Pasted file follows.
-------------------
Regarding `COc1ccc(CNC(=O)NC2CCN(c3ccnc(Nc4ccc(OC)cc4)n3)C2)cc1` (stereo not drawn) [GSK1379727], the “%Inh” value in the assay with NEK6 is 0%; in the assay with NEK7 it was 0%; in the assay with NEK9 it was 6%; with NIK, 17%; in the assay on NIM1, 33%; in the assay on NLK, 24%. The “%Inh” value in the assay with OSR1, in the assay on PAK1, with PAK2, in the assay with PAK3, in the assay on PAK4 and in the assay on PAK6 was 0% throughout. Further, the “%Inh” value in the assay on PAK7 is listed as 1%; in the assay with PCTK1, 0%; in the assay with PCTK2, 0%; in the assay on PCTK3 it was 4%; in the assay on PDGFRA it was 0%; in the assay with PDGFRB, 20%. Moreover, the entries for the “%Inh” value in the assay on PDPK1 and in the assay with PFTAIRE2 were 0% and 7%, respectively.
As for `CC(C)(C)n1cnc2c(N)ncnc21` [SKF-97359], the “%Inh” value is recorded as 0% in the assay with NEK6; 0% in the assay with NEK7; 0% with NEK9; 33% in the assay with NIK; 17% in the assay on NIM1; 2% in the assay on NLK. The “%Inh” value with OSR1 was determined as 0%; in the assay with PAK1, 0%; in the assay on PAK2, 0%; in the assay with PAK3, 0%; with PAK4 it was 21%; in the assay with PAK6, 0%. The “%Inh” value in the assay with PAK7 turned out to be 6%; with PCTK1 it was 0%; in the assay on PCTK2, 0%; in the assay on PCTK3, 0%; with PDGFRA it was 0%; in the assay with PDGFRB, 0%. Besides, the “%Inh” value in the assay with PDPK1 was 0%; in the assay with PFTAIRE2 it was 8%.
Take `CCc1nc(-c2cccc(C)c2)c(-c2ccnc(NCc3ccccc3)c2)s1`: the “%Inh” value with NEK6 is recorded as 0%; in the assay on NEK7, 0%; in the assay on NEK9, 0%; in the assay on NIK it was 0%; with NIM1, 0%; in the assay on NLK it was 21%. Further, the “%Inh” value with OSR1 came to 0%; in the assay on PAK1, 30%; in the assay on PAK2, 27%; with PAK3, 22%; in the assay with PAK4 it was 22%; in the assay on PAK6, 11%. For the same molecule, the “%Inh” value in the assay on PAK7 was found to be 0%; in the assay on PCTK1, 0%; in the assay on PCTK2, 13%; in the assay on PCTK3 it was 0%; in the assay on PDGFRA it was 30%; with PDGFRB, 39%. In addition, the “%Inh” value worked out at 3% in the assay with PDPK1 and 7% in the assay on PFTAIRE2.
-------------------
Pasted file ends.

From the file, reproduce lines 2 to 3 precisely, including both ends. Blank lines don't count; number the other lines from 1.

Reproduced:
As for `CC(C)(C)n1cnc2c(N)ncnc21` [SKF-97359], the “%Inh” value is recorded as 0% in the assay with NEK6; 0% in the assay with NEK7; 0% with NEK9; 33% in the assay with NIK; 17% in the assay on NIM1; 2% in the assay on NLK. The “%Inh” value with OSR1 was determined as 0%; in the assay with PAK1, 0%; in the assay on PAK2, 0%; in the assay with PAK3, 0%; with PAK4 it was 21%; in the assay with PAK6, 0%. The “%Inh” value in the assay with PAK7 turned out to be 6%; with PCTK1 it was 0%; in the assay on PCTK2, 0%; in the assay on PCTK3, 0%; with PDGFRA it was 0%; in the assay with PDGFRB, 0%. Besides, the “%Inh” value in the assay with PDPK1 was 0%; in the assay with PFTAIRE2 it was 8%.
Take `CCc1nc(-c2cccc(C)c2)c(-c2ccnc(NCc3ccccc3)c2)s1`: the “%Inh” value with NEK6 is recorded as 0%; in the assay on NEK7, 0%; in the assay on NEK9, 0%; in the assay on NIK it was 0%; with NIM1, 0%; in the assay on NLK it was 21%. Further, the “%Inh” value with OSR1 came to 0%; in the assay on PAK1, 30%; in the assay on PAK2, 27%; with PAK3, 22%; in the assay with PAK4 it was 22%; in the assay on PAK6, 11%. For the same molecule, the “%Inh” value in the assay on PAK7 was found to be 0%; in the assay on PCTK1, 0%; in the assay on PCTK2, 13%; in the assay on PCTK3 it was 0%; in the assay on PDGFRA it was 30%; with PDGFRB, 39%. In addition, the “%Inh” value worked out at 3% in the assay with PDPK1 and 7% in the assay on PFTAIRE2.